One of the trickier aspects to the project was in merging the existing garden with the new, taking into account the shape and varying temperatures of the plot – approximately 450sqm.

“Some of this patch of garden is in deep, deep shade and some is in the blistering sun,” says Damien. “So it was all about melding that together. Lots of rooms in the house look out onto it as well, so making the design look seamless was the really hard part.

“We used an exuberant style of planting, which is really our signature style. This allowed for the perfect melding of the older mature planting into the new scheme along the walls, as well as helping to soften the house and patio. The free-flowing style of the planting along with the installation of serpentine lawn paths helped to counteract the triangular site and harsh lines of the house.”


Sumptuous borders and secret hideaways

Entering the garden via the first side entrance, the grassy path is bordered by a rich variety of plants, including delicate Salvias with their glossy oval leaves and cheerful flowers. These long-lasting blooms are complemented by a mixture of grasses, along with Agapanthus (African Lily), whose trumpet-shaped dusky blue flowers and bright green leaves give a graceful appearance to the garden.

The species planted in and around the pool are those which grow best in the damp and shade, says Damien, again, tailored to this specific slice of garden. Meanwhile, the colour is calmed by the cool white of Cow Parsley, which grows just back a little from the path and towards a secluded spot behind the pool, complete with swinging seat.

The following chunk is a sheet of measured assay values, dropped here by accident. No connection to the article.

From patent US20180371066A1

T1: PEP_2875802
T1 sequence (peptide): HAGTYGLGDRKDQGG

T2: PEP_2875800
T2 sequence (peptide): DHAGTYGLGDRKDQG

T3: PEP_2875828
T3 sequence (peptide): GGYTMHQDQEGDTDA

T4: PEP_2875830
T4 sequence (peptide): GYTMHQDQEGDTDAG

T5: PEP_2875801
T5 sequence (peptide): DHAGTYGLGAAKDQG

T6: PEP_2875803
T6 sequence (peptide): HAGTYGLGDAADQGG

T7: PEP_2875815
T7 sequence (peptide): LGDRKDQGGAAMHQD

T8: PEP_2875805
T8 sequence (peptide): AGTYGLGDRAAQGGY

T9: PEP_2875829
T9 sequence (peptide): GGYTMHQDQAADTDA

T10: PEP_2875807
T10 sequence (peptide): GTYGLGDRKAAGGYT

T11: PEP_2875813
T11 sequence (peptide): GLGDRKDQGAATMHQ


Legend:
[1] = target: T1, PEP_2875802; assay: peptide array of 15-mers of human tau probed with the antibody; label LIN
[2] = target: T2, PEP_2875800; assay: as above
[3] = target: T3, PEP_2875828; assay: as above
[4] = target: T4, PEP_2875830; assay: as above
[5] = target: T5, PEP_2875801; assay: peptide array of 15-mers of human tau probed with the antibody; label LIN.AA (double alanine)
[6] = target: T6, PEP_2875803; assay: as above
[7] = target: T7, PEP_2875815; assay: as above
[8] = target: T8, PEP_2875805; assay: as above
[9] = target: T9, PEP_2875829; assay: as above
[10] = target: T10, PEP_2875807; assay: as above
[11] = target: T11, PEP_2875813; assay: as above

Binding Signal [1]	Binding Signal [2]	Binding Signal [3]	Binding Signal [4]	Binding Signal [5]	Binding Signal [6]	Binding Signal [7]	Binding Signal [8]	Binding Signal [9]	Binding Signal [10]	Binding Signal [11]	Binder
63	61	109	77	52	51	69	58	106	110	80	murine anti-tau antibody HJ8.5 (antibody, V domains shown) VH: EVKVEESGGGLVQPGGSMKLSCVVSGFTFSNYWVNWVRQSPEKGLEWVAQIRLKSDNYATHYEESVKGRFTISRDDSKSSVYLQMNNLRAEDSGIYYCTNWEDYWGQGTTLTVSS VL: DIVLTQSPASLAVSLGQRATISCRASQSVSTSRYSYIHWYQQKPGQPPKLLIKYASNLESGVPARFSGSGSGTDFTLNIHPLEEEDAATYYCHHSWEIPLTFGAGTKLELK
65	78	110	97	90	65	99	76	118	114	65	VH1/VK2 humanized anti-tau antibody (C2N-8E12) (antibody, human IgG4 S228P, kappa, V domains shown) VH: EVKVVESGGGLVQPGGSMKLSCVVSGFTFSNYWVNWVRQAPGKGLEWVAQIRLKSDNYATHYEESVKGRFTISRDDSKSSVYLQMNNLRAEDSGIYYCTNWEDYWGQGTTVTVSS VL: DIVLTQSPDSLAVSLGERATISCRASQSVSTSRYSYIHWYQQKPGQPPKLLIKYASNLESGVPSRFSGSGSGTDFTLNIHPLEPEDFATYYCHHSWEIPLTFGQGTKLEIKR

Nestled amongst the plants, this extra-special space is ideal for relaxing, with access through the foliage itself. The idea, says Damien, was to create an immersive effect within the garden and to get people into nature without the need for manmade paths.

“We created a cool mini hideaway by the edge of the pool with a swinging seat nestled amongst aromatic Umbelliferae and beside a large gnarled Olive, framed between two Bananas – a great spot for a coffee,” he says.

Quirky water feature

Looking out from the house towards the elliptical pool, whose small gusher feature brings an element of drama to the space, vibrant colours add further depth in the form of tall Red Hot Pokers. Their spicy orange colour appears throughout this section to “build things up and give that vibrancy,” says Damien, while being suitably “cooled down with the whites.”

“It’s really important to use white properly within a design,” he adds. “It doesn’t have to be a huge amount – just enough to break up the more dominant colours.”

tropical hideaway

The pool itself, meanwhile, was installed to break up those straight lines of the garden, something Damien is always keen to do. The design for this is again bespoke for the space – indeed, usually, the pools installed by Keanespace are circular or square.

This part of the garden was also designed so the double doors from the kitchen would be centred over the grass path which leads away from the pool,” says Damien. “It also doubles as a great reflection pool when the gusher is turned off and has been designed so that a glass or piece of sculpture can stand behind it.”

Aerial aspects

Also factored into the overall garden design is the effect of the space when observed from the house. Indeed, in days gone by, says Damien, gardens were more especially designed for homeowners to look down upon, so layout and the aerial view were key when creating them. With this in mind and, considering the Irish weather means we often spend more time inside than we’d prefer, this space can be fully appreciated both inside and out.

“I always try to get a few shots of the garden from upstairs afterwards,” says Damien. “I think this garden definitely has that ‘look down from above’ feature. It’s really important to go round the interior of the house too, when planning a garden, as you need to be able to appreciate it from there.”